When U.S. Soccer Federation president Sunil Gulati made the decision not to renew Bruce Arena's contract as national coach, he embarked on a quest to redefine American soccer.
Gulati likely is aware that his choice to succeed Arena will define his tenure, much as that of his successor, Bob Contiguglia, was defined by his somewhat unexpected appointment of Arena.
The rampant speculation was that the decision was entirely Klinsmann's to make. If he was willing to take the job, it was his.
Yet Gulati insisted the search for a new coach would be a thorough one.
Recent revelations indicate that Gulati has lined up solid competition for Klinsmann, who might no longer be the favorite for the position.
Instead, that label might have fallen to another World Cup coach. Sources revealed to ESPN.com that Gulati recently interviewed Argentina's Jose Pekerman for the job.
Pekerman's credentials are especially impressive in an area that is dear to Gulati's ambitions for the U.S. -- the improvement of teams, starting at the youngest generations. No coach has won more youth world championships than Pekerman, who has three. Pekerman's Argentine squads won the FIFA World Youth Championships in 1995, 1997 and 2001.
The players he mentored were not young prodigies who flamed out. Instead, many of the prospects he worked with on the senior and youth levels are considered part of the wave of Argentine talent that constitutes a renaissance of the country's soccer. The list is positively star-studded: Lionel Messi, Juan Riquelme, Pablo Aimar, Javier Saviola.
As Pekerman's charges contributed more and more to the reputation of Argentine soccer, his own status increased. He was respected enough to be offered the chance to helm the senior "Albiceleste" team after Daniel Passarella resigned in 1998. Instead, Pekerman declined, reportedly recommending the coach (Marcelo Bielsa) eventually chosen.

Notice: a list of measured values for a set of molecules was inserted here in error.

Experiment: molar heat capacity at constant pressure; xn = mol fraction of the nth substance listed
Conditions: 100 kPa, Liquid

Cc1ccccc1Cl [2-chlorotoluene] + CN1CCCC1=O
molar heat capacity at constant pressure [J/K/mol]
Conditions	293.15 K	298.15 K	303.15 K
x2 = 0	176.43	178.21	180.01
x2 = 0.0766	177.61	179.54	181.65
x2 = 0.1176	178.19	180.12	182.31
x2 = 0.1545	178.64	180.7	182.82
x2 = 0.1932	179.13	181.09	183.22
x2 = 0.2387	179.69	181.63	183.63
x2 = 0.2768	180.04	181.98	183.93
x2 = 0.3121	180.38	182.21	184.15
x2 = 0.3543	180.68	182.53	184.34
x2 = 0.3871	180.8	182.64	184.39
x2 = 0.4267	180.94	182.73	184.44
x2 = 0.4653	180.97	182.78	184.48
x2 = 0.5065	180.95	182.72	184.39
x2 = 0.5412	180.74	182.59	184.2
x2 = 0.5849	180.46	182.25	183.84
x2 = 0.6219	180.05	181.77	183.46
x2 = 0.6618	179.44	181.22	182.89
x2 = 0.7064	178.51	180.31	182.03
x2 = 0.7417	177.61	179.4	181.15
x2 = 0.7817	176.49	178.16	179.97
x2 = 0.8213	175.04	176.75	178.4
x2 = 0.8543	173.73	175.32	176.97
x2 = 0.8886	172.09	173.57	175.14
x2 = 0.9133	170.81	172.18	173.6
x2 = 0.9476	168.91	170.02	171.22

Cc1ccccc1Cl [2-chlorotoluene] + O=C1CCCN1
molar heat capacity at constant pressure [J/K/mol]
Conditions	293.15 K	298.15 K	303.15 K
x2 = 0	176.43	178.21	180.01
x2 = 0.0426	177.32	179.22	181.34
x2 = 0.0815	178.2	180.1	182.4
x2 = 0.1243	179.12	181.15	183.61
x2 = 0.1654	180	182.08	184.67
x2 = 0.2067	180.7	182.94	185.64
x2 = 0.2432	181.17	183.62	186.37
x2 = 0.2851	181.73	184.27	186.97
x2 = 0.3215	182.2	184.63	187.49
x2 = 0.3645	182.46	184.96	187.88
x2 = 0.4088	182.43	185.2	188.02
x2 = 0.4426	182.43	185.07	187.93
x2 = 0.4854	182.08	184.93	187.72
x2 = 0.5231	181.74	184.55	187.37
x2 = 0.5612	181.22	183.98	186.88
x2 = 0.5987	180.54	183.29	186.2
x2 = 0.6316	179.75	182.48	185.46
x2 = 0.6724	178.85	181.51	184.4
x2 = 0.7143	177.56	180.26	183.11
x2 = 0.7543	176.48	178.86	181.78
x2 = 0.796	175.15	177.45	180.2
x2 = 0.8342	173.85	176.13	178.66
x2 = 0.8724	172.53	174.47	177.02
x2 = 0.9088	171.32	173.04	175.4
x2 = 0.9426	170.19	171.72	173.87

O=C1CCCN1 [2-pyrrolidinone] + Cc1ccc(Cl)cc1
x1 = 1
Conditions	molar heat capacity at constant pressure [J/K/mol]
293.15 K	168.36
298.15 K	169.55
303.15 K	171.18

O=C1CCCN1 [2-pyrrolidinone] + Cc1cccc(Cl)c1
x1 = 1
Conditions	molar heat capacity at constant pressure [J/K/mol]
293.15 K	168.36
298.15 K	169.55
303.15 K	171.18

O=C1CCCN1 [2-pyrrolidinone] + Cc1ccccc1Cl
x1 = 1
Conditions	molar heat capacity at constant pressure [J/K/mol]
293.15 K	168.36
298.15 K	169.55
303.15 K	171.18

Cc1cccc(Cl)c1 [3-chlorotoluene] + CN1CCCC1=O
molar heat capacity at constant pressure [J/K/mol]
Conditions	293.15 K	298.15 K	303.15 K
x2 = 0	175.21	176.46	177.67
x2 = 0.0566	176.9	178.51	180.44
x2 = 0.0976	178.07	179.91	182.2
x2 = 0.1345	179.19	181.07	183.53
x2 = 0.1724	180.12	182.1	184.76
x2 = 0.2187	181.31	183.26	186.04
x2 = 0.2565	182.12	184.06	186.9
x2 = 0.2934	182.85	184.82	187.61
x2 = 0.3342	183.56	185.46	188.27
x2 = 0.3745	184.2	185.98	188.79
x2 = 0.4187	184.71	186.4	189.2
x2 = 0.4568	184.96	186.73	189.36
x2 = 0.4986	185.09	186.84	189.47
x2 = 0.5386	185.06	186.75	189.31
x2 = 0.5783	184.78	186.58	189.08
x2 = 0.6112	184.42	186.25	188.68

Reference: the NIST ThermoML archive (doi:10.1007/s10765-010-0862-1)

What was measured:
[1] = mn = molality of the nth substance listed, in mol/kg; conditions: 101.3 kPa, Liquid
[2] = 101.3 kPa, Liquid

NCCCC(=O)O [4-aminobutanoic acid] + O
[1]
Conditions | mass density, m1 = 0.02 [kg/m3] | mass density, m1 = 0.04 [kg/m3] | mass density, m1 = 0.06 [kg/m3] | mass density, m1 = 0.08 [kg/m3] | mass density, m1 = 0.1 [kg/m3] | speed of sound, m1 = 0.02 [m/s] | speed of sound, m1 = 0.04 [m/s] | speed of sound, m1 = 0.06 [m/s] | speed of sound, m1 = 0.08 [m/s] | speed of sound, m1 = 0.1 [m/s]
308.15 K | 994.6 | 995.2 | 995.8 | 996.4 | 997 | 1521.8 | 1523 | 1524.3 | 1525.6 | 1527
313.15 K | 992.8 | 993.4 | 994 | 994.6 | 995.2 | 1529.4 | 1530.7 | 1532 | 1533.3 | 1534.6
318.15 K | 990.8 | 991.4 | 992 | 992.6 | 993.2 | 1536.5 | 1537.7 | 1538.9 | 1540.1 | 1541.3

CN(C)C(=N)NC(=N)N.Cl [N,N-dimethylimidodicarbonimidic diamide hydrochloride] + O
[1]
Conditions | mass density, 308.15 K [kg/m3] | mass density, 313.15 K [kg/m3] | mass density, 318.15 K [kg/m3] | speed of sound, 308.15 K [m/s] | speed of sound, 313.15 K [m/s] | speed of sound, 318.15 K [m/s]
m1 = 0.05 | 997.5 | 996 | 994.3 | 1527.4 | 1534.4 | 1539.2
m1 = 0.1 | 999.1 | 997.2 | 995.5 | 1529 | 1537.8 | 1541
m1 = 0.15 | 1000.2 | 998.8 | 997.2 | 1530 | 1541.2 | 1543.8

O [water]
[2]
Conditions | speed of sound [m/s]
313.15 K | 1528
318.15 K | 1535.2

He finally accepted the post in 2004, leading the team through qualifying.
At the World Cup, Argentina and archrival Brazil both went out at the quarterfinal phase, but Pekerman was not vilified by his country's fans the way Brazil's coach, Carlos Alberto Parreira, was by his. (Incidentally, Parreira also was considered a leading candidate for the U.S. post -- thanks in part to his previous coaching experience in MLS -- before signing on with South Africa.)
That's partly because Brazil's form looked poor in the entire tournament. The stars never appeared comfortable, and they failed to provide much evidence of the "beautiful game" so beloved by Brazilian supporters.
On the other hand, Pekerman had his team ready from the start of the World Cup tournament, playing attractive attacking soccer. Argentina's fans and neutrals alike thrilled to the creative moves, crisp passing and dynamic goals during the tournament.
Of course, such play built up expectations, and a fair number grumbled that Pekerman was too cautious with his substitutions when holding a one-goal lead against Germany. Klinsmann's team was able to tie the score, then advance on penalty kicks.